1. Dear Mr. President-elect,

    Not since pre-Martial Law has an incoming president had the type of mandate that you have coming out of the 2010 elections. This is both a gift and a curse. The Filipino people have given you their trust resoundingly, based on the promises you made on the campaign trail concerning graft and corruption, and the memory of your sanctified parents. And, as you well know since you campaigned on their memory, they are sanctified in national consciousness. This means that you have two legacies to live up to: that of your parents and that of the great heroes of EDSA I (the Filipino people). 

    The Filipino people, through general acclaim, made your parents national heroes. It was the Filipino people who used the death of your father as the catalyst and selected your mother as the torch-bearer of the revolution. They have in turn selected you to be their torch bearer in the war against graft and corruption; as their leader in the fight to reverse the downward spiral the country finds itself in.

    That is your curse; almost unattainable expectations. Unlike what George W. Bush did in 2001 and 2002, you must utilize your popularity positively, to forge consensus and stymie the vested interests and politicos who want to keep the status quo. This gives you the unique opportunity to really push through with proposed reforms. The Filipino people, for now, are on your side and will support you. Hard choices can be made (pork barrel anyone?). When you have the support of the people, almost anything can be achieved. As long as you make us believe that it is in the best interests of the country. Do not squander this gift, as others have in the past. Coming from where we are and where we have been, you can make a difference. We will all support you, because in the end all we want is a better Philippines.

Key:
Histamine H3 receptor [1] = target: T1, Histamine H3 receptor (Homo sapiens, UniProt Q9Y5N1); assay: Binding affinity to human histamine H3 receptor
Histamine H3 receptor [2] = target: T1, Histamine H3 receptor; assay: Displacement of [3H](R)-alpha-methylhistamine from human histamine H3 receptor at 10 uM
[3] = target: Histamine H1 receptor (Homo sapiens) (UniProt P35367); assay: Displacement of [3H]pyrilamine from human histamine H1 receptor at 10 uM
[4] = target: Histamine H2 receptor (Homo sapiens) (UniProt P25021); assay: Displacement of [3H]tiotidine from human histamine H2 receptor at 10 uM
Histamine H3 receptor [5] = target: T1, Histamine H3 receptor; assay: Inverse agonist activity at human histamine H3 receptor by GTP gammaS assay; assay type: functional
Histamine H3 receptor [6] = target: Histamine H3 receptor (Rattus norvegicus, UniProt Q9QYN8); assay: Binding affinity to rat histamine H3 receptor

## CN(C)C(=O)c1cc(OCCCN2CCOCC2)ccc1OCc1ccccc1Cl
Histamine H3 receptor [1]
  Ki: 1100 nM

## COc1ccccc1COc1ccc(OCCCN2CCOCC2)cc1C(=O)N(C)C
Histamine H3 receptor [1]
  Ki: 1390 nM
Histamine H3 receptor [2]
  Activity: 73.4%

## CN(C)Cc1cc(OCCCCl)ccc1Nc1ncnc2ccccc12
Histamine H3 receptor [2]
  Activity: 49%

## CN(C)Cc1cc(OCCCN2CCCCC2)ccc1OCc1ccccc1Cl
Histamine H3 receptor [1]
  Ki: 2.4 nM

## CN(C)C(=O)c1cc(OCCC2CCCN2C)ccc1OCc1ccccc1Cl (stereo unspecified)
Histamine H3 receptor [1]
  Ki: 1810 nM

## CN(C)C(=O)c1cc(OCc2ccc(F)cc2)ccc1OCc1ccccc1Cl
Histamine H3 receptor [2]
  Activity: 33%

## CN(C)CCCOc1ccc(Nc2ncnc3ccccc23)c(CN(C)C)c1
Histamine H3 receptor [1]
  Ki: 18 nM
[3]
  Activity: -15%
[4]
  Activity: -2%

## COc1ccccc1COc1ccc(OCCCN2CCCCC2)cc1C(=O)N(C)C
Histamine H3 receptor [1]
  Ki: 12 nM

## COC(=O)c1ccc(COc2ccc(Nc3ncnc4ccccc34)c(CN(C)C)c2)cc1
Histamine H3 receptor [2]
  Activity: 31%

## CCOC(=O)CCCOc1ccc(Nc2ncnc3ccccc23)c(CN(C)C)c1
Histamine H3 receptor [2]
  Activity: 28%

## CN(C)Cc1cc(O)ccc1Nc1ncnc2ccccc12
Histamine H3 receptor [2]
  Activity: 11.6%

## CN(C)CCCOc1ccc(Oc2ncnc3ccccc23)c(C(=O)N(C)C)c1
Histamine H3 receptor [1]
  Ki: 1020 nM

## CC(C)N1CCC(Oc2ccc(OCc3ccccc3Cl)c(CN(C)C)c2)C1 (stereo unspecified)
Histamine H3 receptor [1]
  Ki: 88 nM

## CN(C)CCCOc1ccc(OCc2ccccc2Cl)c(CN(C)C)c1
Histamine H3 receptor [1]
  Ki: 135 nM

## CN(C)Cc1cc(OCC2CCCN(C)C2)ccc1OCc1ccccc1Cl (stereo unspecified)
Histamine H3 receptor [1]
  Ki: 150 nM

My request for you then is simple. Temper expectations by giving us clear and concrete goals that wish to achieve in your six years in office. Whether it is legislation that must be passed; corruption metrics that must be halved; education and environmental statistics that must be improved, a six-year (and beyond) development and improvement plan must be crafted and presented to the Filipino people within your first 100 days. 

    Doing things like bringing down a major figure of corruption is well and good, but what will pay dividends for us all is knowing that we are on the path to improvements.

    Many Filipino people put their trust and faith in you. The way to get the rest of us, and cut through the politics and refocus national discourse, will be to lay out a long-term plan that we can all understand and fully support.

    That is my sincerest (and hopefully not futile) hope Mr. President-elect.

    Respects,

    Me

    PS: Also, please stymie charter change in advance. Oktnxverymuch.

    PPS: Yes, I know he’s not going to read this and I’m supposed to put it in Facebook; but brevity is the soul of wit. And I’m not especially witty.

    gangbadoy:

    This is a page that can collate thoughtful suggestions you may want to send to the incoming President. Let’s optimize democracy.